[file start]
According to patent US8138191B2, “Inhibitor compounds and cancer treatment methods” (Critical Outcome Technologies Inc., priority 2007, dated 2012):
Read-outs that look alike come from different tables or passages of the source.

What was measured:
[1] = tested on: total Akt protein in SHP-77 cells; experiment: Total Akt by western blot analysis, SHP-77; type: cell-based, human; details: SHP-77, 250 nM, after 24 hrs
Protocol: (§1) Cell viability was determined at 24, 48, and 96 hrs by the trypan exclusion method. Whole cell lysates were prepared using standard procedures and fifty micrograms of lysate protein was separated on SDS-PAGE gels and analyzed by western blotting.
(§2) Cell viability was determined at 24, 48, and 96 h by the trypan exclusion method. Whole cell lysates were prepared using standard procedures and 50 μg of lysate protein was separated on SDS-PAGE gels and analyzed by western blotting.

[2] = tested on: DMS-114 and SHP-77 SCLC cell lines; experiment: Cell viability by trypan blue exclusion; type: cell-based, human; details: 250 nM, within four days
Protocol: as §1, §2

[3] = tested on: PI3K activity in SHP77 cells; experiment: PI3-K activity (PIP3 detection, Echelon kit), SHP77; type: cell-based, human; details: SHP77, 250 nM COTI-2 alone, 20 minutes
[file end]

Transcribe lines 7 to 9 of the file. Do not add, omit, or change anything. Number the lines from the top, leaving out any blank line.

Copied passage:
[2] = tested on: DMS-114 and SHP-77 SCLC cell lines; experiment: Cell viability by trypan blue exclusion; type: cell-based, human; details: 250 nM, within four days
Protocol: as §1, §2

[3] = tested on: PI3K activity in SHP77 cells; experiment: PI3-K activity (PIP3 detection, Echelon kit), SHP77; type: cell-based, human; details: SHP77, 250 nM COTI-2 alone, 20 minutes